TITLE

Glycemic Variability in Patients with Type 2 Diabetes on Basal Insulin and Fixed Combination Oral Antidiabetic Treatment - Results of a Pilot Study

AUTHOR(S)
De Mattia, Giancarlo; Laurenti, Oriana; Moretti, Arianna; Mollica, Maria R.
PUB. DATE
June 2007
SOURCE
Diabetes;Jun2007 Supplement 1, Vol. 56, pA148
SOURCE TYPE
Academic Journal
DOC. TYPE
Article
ABSTRACT
Type 2 diabetes (T2DM) is a progressive disease, which may eventually require insulin therapy when glycemic control fails using oral antidiabetic drugs (OADs) alone. Once-daily glargine ensures a 24-hr basal insulin replacement in T2DM patients, which can allow lower glycemic fluctuations during the day. This randomized, single-center, crossover study, compared glargine+OADs (fixed combination of glibenclamide 2.5 mg + metformin 400 mg) with NPH insulin+OADs in T2DM patients (HbA[sub 1c] >8-≤11%). The study assessed the coefficient of variability (CV) of fasting blood glucose (FBG) (calculated via self monitoring blood glucose [BG] values) and post-meal BG (measured either by iv blood sample at times: 0, 30, 60, 120 min or continuous glucose monitoring system [CGMS]). Patients with T2DM (n=20) on OADs were treated with NPH insulin (at bedtime) or glargine (at dinnertime) for 12 weeks of each crossover treatment period; OADs were continued. The decrease in values (mean±CV) of FBG (baseline=203.6±28.6 mg/dL) were significant for both therapies; glargine=103.7±16.7 mg/dL vs NPH insulin=103.2±15.2 mg/dL (p<0.01 for both). The total daily dose at endpoint was 28.8 vs 34.7 U for glargine and NPH insulin, respectively. A standard meal test with a 350 kcal mixed meal (55% carbohydrates, 26% lipids, 19% proteins) was performed at 1.00 PM the day after NPH insulin or glargine injection. Area under the curve for BG determined by iv blood samples showed a better postprandial BG (PPBG) value for glargine (146.4±6.7 mg/dL) vs NPH insulin (171.2±24.7 mg/dL), with a significant difference between treatment (-24.7 mg/dL, p=0.02). According to CGMS records, glargine vs NPH insulin achieved a better PPBG profile during the first 5 hrs after the standard meal test and extended a statistically significant better PPBG profile up to 8 hrs after the end of the test. The incidence of hypoglycemia (BG <72 mg/dL) was lower with glargine vs NPH insulin (1.02 vs 2.12 episodes/patient/month). The results suggest that glargine added to existing OADs is more effective in reducing PPBG fluctuations during the day, compared with NPH insulin+OADs.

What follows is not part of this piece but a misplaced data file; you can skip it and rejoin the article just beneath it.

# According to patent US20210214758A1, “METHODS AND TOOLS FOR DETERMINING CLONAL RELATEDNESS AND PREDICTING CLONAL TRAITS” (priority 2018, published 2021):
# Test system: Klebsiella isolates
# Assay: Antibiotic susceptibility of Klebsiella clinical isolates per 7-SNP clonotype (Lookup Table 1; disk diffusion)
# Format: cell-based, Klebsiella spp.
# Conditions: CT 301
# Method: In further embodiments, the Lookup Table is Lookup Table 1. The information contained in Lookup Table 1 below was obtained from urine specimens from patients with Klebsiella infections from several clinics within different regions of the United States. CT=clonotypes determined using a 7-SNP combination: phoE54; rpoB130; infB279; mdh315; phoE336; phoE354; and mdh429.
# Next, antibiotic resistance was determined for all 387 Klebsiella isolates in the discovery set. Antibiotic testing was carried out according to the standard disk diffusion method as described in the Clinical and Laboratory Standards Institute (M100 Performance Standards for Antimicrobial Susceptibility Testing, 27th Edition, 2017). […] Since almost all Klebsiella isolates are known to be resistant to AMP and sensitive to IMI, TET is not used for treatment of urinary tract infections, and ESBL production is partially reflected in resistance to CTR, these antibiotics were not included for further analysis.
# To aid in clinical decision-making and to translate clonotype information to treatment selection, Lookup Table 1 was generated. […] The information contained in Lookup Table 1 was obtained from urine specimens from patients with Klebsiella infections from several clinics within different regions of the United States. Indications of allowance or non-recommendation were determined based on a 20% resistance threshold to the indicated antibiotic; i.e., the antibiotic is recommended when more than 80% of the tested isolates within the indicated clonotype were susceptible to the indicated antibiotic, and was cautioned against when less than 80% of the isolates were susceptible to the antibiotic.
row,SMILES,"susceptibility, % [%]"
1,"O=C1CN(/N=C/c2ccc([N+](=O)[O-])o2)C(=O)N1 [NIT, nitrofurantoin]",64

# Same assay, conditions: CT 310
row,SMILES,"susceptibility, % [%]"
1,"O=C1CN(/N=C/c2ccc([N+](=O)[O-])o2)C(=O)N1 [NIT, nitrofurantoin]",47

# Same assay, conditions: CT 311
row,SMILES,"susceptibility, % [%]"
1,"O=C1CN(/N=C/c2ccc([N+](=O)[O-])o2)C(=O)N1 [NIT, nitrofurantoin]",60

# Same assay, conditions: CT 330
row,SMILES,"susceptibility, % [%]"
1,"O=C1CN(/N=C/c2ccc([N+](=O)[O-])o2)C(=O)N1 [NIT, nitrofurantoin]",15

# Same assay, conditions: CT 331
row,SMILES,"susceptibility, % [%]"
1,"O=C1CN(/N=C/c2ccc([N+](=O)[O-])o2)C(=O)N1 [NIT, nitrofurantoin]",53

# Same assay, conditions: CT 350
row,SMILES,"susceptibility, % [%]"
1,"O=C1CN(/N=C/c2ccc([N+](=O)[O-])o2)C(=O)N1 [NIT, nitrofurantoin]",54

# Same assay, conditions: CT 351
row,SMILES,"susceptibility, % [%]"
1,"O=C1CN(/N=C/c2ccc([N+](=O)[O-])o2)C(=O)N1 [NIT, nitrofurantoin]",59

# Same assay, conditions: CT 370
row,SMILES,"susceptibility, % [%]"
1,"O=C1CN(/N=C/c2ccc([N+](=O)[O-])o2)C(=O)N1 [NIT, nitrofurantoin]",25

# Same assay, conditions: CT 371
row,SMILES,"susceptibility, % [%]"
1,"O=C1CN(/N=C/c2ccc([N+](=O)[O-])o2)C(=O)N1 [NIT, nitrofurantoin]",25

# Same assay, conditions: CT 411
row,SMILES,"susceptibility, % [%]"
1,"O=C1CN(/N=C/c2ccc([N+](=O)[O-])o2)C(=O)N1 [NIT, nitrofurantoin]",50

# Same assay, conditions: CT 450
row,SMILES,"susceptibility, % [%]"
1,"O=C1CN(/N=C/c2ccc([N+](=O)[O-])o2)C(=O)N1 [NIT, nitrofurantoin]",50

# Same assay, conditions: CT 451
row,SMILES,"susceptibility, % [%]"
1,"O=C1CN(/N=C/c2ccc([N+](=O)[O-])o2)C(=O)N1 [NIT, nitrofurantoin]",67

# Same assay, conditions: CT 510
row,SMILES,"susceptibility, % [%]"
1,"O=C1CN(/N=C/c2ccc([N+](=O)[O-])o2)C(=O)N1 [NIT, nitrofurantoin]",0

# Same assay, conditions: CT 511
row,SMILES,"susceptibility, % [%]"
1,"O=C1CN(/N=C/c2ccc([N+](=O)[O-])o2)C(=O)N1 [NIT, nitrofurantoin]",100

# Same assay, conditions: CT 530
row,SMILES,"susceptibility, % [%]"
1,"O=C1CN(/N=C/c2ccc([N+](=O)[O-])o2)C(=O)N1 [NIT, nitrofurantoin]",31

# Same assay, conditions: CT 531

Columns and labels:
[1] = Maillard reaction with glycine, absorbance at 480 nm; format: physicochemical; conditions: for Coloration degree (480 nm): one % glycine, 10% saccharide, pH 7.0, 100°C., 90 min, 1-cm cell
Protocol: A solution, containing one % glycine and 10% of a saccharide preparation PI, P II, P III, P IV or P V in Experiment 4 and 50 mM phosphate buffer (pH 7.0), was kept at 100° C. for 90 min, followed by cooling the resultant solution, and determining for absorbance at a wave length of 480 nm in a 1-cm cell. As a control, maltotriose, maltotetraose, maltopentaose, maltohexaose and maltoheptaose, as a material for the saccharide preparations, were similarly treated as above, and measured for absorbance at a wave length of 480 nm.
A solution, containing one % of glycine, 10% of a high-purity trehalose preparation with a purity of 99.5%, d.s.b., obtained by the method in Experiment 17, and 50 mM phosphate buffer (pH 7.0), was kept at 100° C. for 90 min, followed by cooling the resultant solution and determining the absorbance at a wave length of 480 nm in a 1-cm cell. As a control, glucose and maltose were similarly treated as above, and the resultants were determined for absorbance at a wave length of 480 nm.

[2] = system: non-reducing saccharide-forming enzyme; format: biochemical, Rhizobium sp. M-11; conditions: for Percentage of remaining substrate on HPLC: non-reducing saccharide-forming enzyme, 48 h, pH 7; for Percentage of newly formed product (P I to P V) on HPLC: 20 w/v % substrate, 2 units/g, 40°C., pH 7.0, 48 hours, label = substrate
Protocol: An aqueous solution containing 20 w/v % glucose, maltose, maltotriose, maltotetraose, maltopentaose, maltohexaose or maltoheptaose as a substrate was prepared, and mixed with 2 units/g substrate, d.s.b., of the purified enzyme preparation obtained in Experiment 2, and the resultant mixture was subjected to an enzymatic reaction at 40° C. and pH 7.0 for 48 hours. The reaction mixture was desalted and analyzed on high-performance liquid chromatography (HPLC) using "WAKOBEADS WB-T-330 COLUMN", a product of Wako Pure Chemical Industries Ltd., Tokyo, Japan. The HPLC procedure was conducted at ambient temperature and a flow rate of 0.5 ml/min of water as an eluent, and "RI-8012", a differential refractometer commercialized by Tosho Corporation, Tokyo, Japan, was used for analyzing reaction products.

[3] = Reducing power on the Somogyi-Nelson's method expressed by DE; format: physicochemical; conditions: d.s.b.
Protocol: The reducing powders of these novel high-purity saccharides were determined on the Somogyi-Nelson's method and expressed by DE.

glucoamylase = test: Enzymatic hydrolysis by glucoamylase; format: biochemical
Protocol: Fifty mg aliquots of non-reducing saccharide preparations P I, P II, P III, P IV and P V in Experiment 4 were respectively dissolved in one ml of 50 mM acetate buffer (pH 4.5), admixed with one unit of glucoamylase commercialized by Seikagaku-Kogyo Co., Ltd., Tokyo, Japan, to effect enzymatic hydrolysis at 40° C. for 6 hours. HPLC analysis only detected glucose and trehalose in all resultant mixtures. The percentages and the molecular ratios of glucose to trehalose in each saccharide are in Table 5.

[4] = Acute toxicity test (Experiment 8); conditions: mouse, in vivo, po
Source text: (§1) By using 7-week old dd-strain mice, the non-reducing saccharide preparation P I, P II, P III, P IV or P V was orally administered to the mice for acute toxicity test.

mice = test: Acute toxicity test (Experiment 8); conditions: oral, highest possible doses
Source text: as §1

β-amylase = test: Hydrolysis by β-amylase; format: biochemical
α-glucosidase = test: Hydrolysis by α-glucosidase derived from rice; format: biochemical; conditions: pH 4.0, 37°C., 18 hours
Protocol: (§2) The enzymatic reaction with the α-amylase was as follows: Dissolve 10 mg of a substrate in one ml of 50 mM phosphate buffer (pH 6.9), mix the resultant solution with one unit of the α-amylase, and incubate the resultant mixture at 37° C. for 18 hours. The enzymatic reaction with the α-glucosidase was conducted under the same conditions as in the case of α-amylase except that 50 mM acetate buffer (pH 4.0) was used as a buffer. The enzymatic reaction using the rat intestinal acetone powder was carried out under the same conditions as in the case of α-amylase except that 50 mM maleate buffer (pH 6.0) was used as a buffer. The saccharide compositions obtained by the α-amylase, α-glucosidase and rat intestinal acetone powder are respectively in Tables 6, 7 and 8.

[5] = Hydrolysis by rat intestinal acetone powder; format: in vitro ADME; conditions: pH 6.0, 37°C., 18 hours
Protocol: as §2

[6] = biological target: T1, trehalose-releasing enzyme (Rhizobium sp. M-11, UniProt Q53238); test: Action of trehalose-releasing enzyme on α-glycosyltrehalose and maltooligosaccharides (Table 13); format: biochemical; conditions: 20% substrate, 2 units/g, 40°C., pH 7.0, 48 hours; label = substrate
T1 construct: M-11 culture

ACCESSION #
25820867

 

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